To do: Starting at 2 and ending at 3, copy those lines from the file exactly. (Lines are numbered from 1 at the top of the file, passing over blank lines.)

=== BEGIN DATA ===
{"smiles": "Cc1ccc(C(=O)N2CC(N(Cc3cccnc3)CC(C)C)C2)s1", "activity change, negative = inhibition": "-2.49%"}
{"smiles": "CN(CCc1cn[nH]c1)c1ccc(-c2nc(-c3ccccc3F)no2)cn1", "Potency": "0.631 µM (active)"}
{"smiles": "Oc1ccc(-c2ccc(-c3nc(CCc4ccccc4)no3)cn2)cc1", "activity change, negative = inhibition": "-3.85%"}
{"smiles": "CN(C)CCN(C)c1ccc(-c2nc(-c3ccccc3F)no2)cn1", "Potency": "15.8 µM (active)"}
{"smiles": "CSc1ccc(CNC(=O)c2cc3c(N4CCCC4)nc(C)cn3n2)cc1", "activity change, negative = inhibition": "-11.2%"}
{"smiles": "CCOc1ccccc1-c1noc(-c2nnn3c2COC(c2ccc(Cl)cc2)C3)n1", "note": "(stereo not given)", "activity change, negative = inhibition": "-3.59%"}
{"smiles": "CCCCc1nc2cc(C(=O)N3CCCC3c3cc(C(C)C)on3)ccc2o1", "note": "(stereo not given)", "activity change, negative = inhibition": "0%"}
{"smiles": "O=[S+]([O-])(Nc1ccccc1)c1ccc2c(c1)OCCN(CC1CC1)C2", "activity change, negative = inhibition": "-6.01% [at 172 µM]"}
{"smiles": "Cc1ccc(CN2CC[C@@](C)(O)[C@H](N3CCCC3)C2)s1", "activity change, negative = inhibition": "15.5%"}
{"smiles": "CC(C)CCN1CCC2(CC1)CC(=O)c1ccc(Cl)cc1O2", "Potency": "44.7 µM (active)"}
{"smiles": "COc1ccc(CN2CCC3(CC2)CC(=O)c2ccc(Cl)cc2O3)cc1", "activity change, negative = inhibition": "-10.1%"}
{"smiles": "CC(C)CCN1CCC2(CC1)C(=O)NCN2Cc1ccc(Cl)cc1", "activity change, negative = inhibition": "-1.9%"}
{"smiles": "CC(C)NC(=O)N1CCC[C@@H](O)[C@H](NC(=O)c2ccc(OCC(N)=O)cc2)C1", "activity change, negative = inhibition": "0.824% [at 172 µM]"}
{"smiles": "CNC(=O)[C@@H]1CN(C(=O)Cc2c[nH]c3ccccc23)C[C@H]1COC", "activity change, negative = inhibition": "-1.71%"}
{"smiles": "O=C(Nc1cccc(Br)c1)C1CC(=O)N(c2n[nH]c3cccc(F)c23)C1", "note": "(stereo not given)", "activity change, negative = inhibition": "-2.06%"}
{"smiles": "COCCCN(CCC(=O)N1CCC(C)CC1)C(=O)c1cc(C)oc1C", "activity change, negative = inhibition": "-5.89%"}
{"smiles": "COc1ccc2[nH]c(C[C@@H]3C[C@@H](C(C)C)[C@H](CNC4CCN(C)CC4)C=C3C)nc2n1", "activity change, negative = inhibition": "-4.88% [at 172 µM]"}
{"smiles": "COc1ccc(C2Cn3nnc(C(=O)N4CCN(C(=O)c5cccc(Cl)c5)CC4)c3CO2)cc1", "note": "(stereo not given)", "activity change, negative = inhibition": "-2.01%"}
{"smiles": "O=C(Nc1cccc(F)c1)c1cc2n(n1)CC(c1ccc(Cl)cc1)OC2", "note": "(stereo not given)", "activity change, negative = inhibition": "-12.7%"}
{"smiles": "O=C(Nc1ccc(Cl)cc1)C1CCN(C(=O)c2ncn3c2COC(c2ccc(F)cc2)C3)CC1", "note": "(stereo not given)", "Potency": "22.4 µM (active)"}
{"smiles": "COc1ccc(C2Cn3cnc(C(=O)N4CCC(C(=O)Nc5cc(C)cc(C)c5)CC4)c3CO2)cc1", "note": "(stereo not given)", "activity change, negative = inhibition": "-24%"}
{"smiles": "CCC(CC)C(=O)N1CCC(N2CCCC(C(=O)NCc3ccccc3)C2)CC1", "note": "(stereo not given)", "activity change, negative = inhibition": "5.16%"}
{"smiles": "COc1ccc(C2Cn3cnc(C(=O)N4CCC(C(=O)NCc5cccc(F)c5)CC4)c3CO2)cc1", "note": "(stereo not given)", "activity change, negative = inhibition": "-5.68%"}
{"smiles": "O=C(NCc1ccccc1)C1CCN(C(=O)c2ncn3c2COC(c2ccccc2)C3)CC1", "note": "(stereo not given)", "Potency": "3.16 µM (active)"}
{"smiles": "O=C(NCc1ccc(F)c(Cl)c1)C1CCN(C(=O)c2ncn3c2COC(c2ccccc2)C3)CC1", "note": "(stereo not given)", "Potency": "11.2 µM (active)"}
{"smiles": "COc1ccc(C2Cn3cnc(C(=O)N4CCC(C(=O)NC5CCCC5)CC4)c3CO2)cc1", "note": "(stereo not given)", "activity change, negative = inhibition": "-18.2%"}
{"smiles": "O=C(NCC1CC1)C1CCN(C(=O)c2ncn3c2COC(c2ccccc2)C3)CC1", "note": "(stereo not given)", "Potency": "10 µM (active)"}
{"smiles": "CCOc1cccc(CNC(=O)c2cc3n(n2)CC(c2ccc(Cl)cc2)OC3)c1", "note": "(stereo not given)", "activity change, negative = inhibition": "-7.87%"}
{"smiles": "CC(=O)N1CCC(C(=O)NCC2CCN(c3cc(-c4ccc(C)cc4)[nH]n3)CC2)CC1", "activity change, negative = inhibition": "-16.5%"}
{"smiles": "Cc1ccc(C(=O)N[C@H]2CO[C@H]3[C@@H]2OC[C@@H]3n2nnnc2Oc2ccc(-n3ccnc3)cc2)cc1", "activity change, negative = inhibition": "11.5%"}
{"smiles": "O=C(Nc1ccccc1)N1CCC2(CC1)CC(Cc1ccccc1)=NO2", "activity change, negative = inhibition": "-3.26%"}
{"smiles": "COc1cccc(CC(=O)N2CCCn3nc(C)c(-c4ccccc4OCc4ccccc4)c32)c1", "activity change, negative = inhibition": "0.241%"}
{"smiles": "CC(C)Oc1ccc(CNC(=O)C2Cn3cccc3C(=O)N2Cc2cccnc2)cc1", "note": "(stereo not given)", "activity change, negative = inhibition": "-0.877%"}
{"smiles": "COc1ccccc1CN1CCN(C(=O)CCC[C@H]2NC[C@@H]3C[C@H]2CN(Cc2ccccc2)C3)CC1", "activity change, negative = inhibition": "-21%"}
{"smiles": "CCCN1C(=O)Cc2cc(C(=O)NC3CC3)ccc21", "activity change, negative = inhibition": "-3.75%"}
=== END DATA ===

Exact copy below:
{"smiles": "CN(CCc1cn[nH]c1)c1ccc(-c2nc(-c3ccccc3F)no2)cn1", "Potency": "0.631 µM (active)"}
{"smiles": "Oc1ccc(-c2ccc(-c3nc(CCc4ccccc4)no3)cn2)cc1", "activity change, negative = inhibition": "-3.85%"}